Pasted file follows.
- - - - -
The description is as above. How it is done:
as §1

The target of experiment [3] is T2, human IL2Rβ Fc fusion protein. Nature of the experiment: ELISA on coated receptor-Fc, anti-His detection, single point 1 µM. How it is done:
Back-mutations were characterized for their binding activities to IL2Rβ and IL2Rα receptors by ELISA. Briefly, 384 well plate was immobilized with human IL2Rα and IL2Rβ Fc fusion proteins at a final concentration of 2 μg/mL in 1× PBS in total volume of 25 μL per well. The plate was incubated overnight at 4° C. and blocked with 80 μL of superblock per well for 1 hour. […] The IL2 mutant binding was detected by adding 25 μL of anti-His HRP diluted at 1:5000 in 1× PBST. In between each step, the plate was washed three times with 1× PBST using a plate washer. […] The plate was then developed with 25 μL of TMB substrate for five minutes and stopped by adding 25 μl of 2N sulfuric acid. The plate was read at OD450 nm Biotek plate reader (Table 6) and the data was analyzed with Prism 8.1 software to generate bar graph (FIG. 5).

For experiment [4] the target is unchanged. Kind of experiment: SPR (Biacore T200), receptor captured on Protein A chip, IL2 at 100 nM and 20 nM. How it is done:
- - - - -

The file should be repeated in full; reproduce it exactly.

The description is as above. How it is done:
as §1

The target of experiment [3] is T2, human IL2Rβ Fc fusion protein. Nature of the experiment: ELISA on coated receptor-Fc, anti-His detection, single point 1 µM. How it is done:
Back-mutations were characterized for their binding activities to IL2Rβ and IL2Rα receptors by ELISA. Briefly, 384 well plate was immobilized with human IL2Rα and IL2Rβ Fc fusion proteins at a final concentration of 2 μg/mL in 1× PBS in total volume of 25 μL per well. The plate was incubated overnight at 4° C. and blocked with 80 μL of superblock per well for 1 hour. […] The IL2 mutant binding was detected by adding 25 μL of anti-His HRP diluted at 1:5000 in 1× PBST. In between each step, the plate was washed three times with 1× PBST using a plate washer. […] The plate was then developed with 25 μL of TMB substrate for five minutes and stopped by adding 25 μl of 2N sulfuric acid. The plate was read at OD450 nm Biotek plate reader (Table 6) and the data was analyzed with Prism 8.1 software to generate bar graph (FIG. 5).

For experiment [4] the target is unchanged. Kind of experiment: SPR (Biacore T200), receptor captured on Protein A chip, IL2 at 100 nM and 20 nM. How it is done: